Phoenix Arms HP22A Review: Remember to adjust your expectations

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The Phoenix Arms HP22A. (Photo credit: Gun Auction)

You know, for what this little gun is and what they go for, it’s not bad at all. That doesn’t sound like much of an endorsement, does it? But this is a case of you get what you pay for and should adjust your expectations and judgment accordingly.

Going for about $150 new, you can frequently find a Phoenix Arms HP22A for about a hundred bucks used. These days, that ain’t a lot of money, but for it you get a decent little gun.

The Phoenix Arms HP22A

The little HP22A from Phoenix Arms is the modern product of the heir of the old “Ring of Fire” firearms companies such as Jennings and Raven Arms, which produced inexpensive, poorly made small guns decades ago. In comparison to those guns, the HP22A is a vast improvement. 

We had a new one to test as part of the Ballistics By The Inch .22 tests and I was honestly surprised at how well it functioned — well, once we figured out how to make it function.

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The Phoenix Arms HP22A. (Photo credit: Gun Auction)

The problem is that the HP22A has a dual manual safety system, which messes with how the magazine works and whether the gun will chamber a round. There’s a firing-pin block on the upper slide and there’s another safety on the upper grip panel on the left of the gun that Phoenix describes as a “magazine interlock.” You have to have the “magazine interlock” in the correct “safe” position to even detach the magazine. And while you can rack the slide with the “magazine interlock” in the “safe” position, it doesn’t actually fully cycle and will not load a round into the chamber. Once we had gone over the instruction manual for the gun and got this sorted out, everything was fine.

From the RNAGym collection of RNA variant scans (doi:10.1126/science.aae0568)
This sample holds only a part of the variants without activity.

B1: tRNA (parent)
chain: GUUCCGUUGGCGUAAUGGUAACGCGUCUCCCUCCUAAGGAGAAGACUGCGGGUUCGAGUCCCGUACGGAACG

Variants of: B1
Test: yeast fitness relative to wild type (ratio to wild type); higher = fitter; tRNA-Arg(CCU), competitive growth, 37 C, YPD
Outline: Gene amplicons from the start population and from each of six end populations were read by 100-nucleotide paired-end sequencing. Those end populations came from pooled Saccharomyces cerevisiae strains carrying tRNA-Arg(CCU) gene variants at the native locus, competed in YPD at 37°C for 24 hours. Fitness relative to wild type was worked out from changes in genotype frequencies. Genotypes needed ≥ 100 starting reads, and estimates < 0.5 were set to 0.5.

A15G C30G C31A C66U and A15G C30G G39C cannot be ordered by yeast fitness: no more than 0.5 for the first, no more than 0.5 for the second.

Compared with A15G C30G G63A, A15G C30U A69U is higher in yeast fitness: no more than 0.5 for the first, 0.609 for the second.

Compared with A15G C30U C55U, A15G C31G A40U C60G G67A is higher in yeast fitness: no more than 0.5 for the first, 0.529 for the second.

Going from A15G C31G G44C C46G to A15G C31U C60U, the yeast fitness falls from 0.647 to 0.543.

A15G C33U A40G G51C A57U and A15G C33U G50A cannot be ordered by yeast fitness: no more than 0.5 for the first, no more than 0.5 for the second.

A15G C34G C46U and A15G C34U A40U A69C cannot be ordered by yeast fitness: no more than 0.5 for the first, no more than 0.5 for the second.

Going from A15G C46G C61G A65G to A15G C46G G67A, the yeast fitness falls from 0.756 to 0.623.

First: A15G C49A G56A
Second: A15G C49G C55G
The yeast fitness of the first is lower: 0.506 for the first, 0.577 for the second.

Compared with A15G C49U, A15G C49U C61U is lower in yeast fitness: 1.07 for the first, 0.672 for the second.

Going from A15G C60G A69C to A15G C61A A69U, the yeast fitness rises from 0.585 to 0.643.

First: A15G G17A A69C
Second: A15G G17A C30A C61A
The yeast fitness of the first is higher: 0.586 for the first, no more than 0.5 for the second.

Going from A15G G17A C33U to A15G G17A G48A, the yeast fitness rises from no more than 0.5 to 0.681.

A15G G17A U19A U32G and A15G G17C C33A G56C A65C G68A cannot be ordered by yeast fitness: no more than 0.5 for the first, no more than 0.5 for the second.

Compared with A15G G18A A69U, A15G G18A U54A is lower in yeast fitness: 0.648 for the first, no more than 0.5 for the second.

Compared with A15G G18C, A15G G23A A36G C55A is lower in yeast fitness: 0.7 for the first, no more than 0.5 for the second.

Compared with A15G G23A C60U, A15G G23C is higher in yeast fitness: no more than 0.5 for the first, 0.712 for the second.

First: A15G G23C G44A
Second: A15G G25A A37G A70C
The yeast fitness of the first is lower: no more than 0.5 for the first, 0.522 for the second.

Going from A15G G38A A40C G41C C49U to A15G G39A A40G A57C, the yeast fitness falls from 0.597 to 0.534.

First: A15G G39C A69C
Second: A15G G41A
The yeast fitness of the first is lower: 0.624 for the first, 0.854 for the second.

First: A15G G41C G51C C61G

But the “magazine interlock” is still a bit of a PITA. Anyway, while the HP22A is fairly small (slightly larger than a P3AT/LCP) it weighs 20 ounces (with the 3-inch barrel – 23 ounces with the optional 5-inch barrel) and so sucks up recoil quite well.

The fit and finish are just so-so. Seriously, this is an inexpensive gun and it shows. Most of the thing is made of cast zinc and aluminum alloy, and the castings are rough and somewhat unfinished. The grips are plastic and the external finish on the one we had was a brushed aluminum. It isn’t going to win any beauty contests.

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The Phoenix Arms HP22A. (Photo credit: Gun Auction)

But it worked. Worked surprisingly well, actually. The 3-inch barrel gave good, solid numbers in terms of bullet velocity, right where you would expect them to be on the data curve. We didn’t have any major problems with it failing to cycle or getting light strikes on ammo (which can be a common problem with brand-new small .22s before they break in), or anything like that.

The trigger wasn’t bad either – crisp, not too hard nor too rough. And I’m sure that it would get even better with use or with a little judicious buffing on the internals. In fact, the whole gun would benefit from such attention, but right out of the box it did fine.

Accuracy was decent out to 10 yards – say about a 4-inch group – all that I would ask of such a gun.

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The Phoenix Arms HP22A. (Photo credit: Gun Auction)

Should I buy?

Like I said, it’s not a fancy or particularly well-finished gun, but it works pretty well. And the quality is head and shoulders over the little Raven Arms .25 I got about 35 years ago.

This isn’t going to be the sort of gun you pass on as a family heirloom, but it is the sort of gun you can toss into your tackle or toolbox, and have at least something reasonably dependable available when you need it.

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